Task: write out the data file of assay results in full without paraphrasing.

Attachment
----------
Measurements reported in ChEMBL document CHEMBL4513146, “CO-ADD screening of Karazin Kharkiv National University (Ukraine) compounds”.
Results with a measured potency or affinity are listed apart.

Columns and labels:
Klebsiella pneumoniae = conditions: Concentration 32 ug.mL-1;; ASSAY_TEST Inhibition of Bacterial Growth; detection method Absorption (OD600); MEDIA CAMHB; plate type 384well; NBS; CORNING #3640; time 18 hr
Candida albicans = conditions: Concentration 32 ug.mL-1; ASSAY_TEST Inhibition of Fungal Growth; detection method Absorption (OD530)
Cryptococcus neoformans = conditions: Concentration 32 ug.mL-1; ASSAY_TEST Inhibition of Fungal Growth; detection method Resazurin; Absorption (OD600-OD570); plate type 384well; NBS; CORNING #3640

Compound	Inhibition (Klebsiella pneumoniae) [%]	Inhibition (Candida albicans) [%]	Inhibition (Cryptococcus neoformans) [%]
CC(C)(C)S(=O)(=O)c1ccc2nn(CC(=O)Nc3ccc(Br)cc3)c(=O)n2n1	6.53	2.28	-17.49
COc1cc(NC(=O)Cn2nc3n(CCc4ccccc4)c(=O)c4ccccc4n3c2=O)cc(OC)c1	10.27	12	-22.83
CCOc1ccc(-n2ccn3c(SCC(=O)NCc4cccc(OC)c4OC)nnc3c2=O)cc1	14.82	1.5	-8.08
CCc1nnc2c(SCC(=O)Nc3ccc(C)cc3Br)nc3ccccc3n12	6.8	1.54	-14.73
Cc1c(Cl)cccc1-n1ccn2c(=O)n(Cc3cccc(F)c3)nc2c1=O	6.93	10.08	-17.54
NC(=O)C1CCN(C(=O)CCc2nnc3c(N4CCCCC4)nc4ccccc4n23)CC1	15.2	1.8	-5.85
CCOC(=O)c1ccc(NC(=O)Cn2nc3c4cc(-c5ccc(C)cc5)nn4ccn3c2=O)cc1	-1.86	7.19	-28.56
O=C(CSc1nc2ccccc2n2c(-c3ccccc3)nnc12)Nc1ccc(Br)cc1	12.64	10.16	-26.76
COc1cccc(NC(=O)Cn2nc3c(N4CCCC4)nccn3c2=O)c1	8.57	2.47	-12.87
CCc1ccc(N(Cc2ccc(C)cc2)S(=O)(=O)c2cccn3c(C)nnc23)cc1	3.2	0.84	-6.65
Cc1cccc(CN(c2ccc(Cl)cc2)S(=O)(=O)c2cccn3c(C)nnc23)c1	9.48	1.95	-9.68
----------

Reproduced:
Measurements reported in ChEMBL document CHEMBL4513146, “CO-ADD screening of Karazin Kharkiv National University (Ukraine) compounds”.
Results with a measured potency or affinity are listed apart.

Columns and labels:
Klebsiella pneumoniae = conditions: Concentration 32 ug.mL-1;; ASSAY_TEST Inhibition of Bacterial Growth; detection method Absorption (OD600); MEDIA CAMHB; plate type 384well; NBS; CORNING #3640; time 18 hr
Candida albicans = conditions: Concentration 32 ug.mL-1; ASSAY_TEST Inhibition of Fungal Growth; detection method Absorption (OD530)
Cryptococcus neoformans = conditions: Concentration 32 ug.mL-1; ASSAY_TEST Inhibition of Fungal Growth; detection method Resazurin; Absorption (OD600-OD570); plate type 384well; NBS; CORNING #3640

Compound	Inhibition (Klebsiella pneumoniae) [%]	Inhibition (Candida albicans) [%]	Inhibition (Cryptococcus neoformans) [%]
CC(C)(C)S(=O)(=O)c1ccc2nn(CC(=O)Nc3ccc(Br)cc3)c(=O)n2n1	6.53	2.28	-17.49
COc1cc(NC(=O)Cn2nc3n(CCc4ccccc4)c(=O)c4ccccc4n3c2=O)cc(OC)c1	10.27	12	-22.83
CCOc1ccc(-n2ccn3c(SCC(=O)NCc4cccc(OC)c4OC)nnc3c2=O)cc1	14.82	1.5	-8.08
CCc1nnc2c(SCC(=O)Nc3ccc(C)cc3Br)nc3ccccc3n12	6.8	1.54	-14.73
Cc1c(Cl)cccc1-n1ccn2c(=O)n(Cc3cccc(F)c3)nc2c1=O	6.93	10.08	-17.54
NC(=O)C1CCN(C(=O)CCc2nnc3c(N4CCCCC4)nc4ccccc4n23)CC1	15.2	1.8	-5.85
CCOC(=O)c1ccc(NC(=O)Cn2nc3c4cc(-c5ccc(C)cc5)nn4ccn3c2=O)cc1	-1.86	7.19	-28.56
O=C(CSc1nc2ccccc2n2c(-c3ccccc3)nnc12)Nc1ccc(Br)cc1	12.64	10.16	-26.76
COc1cccc(NC(=O)Cn2nc3c(N4CCCC4)nccn3c2=O)c1	8.57	2.47	-12.87
CCc1ccc(N(Cc2ccc(C)cc2)S(=O)(=O)c2cccn3c(C)nnc23)cc1	3.2	0.84	-6.65
Cc1cccc(CN(c2ccc(Cl)cc2)S(=O)(=O)c2cccn3c(C)nnc23)c1	9.48	1.95	-9.68